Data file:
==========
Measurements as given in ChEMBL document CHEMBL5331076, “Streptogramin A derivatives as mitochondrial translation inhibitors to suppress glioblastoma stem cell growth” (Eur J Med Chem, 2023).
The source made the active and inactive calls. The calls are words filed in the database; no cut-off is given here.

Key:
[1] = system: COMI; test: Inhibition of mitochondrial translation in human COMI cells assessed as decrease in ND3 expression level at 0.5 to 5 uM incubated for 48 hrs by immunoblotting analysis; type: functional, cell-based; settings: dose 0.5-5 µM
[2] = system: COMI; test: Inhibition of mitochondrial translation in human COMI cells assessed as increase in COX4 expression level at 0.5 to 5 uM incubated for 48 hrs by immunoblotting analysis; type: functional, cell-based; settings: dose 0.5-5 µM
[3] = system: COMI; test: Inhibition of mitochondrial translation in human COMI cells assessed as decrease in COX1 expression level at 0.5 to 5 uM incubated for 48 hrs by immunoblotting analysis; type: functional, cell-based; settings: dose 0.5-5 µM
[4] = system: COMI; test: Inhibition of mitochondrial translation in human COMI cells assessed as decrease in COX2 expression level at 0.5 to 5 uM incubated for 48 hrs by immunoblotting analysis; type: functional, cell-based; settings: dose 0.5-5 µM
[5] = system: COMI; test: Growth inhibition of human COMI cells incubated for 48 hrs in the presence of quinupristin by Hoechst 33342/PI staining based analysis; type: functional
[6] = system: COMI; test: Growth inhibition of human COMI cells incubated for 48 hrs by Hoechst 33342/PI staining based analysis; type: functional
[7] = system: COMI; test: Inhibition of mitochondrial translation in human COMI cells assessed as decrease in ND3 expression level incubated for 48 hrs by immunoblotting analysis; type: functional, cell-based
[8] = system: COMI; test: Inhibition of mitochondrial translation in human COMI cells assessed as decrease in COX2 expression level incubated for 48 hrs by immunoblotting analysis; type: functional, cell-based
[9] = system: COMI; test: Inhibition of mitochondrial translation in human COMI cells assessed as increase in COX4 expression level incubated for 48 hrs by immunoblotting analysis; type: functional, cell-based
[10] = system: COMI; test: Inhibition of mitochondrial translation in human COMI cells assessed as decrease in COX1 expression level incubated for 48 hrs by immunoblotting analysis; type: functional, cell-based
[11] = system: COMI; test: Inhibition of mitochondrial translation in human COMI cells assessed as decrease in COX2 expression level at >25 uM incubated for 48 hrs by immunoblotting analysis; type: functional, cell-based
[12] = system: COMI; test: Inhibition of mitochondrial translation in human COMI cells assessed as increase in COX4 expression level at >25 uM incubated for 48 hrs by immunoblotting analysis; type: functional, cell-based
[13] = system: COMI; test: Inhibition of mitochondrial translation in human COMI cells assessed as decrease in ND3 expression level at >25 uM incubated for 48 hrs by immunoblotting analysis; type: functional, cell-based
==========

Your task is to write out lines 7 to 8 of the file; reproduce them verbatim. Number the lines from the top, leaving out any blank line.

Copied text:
[4] = system: COMI; test: Inhibition of mitochondrial translation in human COMI cells assessed as decrease in COX2 expression level at 0.5 to 5 uM incubated for 48 hrs by immunoblotting analysis; type: functional, cell-based; settings: dose 0.5-5 µM
[5] = system: COMI; test: Growth inhibition of human COMI cells incubated for 48 hrs in the presence of quinupristin by Hoechst 33342/PI staining based analysis; type: functional